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Membrane metalloprotease TRABD2A restricts HIV-1 progeny production in resting CD4+ T cells by degrading viral Gag polyprotein

Nature Immunologyvolume 20pages711723 (2019) | Download Citation

Abstract

Resting CD4+ T cells are highly resistant to the production of human immunodeficiency virus type 1 (HIV-1). However, the mechanism by which resting CD4+ T cells restrict such production in the late viral replication phase of infection has remained unclear. In this study, we found that the cell membrane metalloprotease TRAB domain-containing protein 2A (TRABD2A) inhibited this production in resting CD4+ T cells by degrading the virion structural precursor polyprotein Gag at the plasma membrane. Depletion or inhibition of metalloprotease activity by TRABD2A profoundly enhanced HIV-1 production in resting CD4+ T cells. TRABD2A expression was much higher in resting CD4+ T cells than in activated CD4+ T cells and was considerably reduced by T cell activation. Moreover, reexpressing TRABD2A reinforced the resistance of activated CD4+ T cells to the production of HIV-1 progeny. Collectively, these results elucidate the molecular mechanism employed by resting CD4+ T cells to potently restrict the assembly and production of HIV-1 progeny.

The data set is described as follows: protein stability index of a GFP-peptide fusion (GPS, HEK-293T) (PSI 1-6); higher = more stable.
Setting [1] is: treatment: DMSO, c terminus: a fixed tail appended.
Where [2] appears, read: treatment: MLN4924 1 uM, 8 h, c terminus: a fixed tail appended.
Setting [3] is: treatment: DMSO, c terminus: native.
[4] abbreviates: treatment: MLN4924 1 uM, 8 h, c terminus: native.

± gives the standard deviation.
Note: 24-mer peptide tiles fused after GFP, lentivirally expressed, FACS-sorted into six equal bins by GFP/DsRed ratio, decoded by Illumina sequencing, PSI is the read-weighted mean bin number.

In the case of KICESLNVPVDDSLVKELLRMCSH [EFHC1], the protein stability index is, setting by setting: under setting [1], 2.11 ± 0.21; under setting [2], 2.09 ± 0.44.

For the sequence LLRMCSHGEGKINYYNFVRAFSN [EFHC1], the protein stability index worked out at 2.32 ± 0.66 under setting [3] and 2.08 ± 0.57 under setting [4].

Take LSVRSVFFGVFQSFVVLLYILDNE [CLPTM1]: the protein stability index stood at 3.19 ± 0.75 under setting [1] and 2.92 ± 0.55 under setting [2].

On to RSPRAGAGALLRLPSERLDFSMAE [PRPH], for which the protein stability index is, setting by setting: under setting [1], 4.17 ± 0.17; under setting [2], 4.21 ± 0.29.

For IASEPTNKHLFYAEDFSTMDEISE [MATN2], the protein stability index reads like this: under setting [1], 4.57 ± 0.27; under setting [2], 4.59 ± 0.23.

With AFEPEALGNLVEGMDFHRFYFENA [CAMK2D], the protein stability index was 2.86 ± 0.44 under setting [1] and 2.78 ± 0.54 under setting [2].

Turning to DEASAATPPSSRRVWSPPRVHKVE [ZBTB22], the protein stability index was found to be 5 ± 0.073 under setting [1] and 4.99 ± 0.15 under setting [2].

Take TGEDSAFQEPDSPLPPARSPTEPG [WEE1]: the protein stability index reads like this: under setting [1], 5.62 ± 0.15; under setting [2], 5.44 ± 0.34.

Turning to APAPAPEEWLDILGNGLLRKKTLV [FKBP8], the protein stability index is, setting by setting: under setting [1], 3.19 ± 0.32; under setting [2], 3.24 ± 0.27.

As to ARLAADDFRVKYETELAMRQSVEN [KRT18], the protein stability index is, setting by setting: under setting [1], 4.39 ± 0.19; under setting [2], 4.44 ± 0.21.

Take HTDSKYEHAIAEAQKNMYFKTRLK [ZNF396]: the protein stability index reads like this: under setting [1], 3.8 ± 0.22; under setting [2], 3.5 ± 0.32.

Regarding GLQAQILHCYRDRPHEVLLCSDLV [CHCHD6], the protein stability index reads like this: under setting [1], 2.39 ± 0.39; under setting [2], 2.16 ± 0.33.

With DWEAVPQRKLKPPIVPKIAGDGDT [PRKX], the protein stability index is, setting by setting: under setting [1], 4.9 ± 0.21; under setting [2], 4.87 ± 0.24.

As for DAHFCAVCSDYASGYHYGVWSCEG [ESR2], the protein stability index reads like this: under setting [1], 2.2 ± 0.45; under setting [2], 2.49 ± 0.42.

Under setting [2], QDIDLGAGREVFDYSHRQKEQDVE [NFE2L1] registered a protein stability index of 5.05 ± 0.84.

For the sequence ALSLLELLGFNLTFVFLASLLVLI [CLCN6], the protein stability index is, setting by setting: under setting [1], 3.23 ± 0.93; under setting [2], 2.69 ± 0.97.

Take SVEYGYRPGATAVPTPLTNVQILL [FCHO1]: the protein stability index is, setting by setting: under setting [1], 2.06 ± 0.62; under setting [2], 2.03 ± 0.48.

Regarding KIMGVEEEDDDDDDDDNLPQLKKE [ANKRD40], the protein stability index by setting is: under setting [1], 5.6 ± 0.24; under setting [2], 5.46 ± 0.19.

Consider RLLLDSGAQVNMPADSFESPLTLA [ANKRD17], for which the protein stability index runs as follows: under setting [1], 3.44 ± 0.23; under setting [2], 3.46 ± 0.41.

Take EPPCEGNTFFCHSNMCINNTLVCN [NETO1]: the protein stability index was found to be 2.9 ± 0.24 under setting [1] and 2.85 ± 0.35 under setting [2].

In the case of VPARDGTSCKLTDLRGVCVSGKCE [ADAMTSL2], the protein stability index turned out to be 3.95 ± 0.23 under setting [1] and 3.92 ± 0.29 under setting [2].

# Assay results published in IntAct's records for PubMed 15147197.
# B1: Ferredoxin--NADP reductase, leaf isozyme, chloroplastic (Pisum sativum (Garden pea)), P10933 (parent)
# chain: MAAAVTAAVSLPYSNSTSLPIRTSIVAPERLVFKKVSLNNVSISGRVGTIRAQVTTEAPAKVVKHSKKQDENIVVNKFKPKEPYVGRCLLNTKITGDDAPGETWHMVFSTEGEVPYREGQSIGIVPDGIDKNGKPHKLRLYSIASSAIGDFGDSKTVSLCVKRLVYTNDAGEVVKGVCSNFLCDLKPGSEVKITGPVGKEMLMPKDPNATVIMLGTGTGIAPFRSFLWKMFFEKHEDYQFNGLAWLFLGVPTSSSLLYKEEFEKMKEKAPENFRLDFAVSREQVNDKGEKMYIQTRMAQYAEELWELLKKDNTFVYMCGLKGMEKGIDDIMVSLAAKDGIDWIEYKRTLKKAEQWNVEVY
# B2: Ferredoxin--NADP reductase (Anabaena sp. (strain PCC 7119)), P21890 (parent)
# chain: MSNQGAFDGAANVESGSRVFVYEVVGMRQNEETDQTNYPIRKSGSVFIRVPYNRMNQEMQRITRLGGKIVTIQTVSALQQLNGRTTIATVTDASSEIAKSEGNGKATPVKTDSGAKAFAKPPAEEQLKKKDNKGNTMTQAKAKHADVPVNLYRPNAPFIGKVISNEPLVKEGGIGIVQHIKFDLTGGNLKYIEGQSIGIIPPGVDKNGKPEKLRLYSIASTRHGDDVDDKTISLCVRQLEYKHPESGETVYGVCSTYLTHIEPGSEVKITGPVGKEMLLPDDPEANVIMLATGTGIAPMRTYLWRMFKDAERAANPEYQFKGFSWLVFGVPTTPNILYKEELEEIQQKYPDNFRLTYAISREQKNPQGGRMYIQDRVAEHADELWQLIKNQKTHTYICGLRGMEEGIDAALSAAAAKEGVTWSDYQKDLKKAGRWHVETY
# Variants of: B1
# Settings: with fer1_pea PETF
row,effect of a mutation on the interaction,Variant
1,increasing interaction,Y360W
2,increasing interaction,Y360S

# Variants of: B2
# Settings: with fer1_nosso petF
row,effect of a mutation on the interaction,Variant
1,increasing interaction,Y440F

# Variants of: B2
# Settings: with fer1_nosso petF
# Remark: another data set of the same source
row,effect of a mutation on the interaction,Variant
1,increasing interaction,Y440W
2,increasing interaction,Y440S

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Data availability

RNA-seq data generated for this study (Fig. 1b) have been deposited in the Sequence Read Archive under accession code PRJNA522052.

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Acknowledgements

We thank all our laboratory members for contributing to this study. We also thank S. Yu, Y. Xiong, J. Ouyang and R. Wang for their technical support. This study was supported by the Mega Projects of National Science Research for the 13th Five-Year Plan (grant no. 2017ZX10201101), Development Plan of Innovative Group of the Ministry of Education 2016 (grant no. IRT_16R70) and the National Natural Science Foundation of China (grant no. 81273238).

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Affiliations

  1. Key Laboratory of AIDS Immunology of National Health and Family Planning Commission, Department of Laboratory Medicine, The First Affiliated Hospital, China Medical University, Shenyang, China

    • Guoxin Liang
    • , Li Zhao
    • , Wenqing Geng
    • , Mei Liu
    • , Jinxiu Dong
    • , Haibo Ding
    • , Hong Sun
    •  & Hong Shang
  2. Key Laboratory of AIDS Immunology, Chinese Academy of Medical Sciences, Shenyang, China

    • Guoxin Liang
    • , Li Zhao
    • , Wenqing Geng
    • , Mei Liu
    • , Jinxiu Dong
    • , Haibo Ding
    • , Hong Sun
    •  & Hong Shang
  3. The Core Laboratory for Public Health Science and Practice, The First Affiliated Hospital, China Medical University, Shenyang, China

    • Ying Qiao
    •  & Xiaowei Zhang
  4. Collaborative Innovation Center for Diagnosis and Treatment of Infectious Diseases, Hangzhou, China

    • Hong Shang

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Contributions

G.L. conceived and directed the whole research project. Y.Q., W.G., L.Z., M.L., J.D., X.Z., H.D. and H. Sun performed the experiments and analyzed the data. W.G., H. Sun and H. Shang provided intellectual advice on the experimental design. G.L. wrote the manuscript.

Competing interests

The authors declare no competing interests.

Corresponding authors

Correspondence to Guoxin Liang or Hong Shang.

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https://doi.org/10.1038/s41590-019-0385-2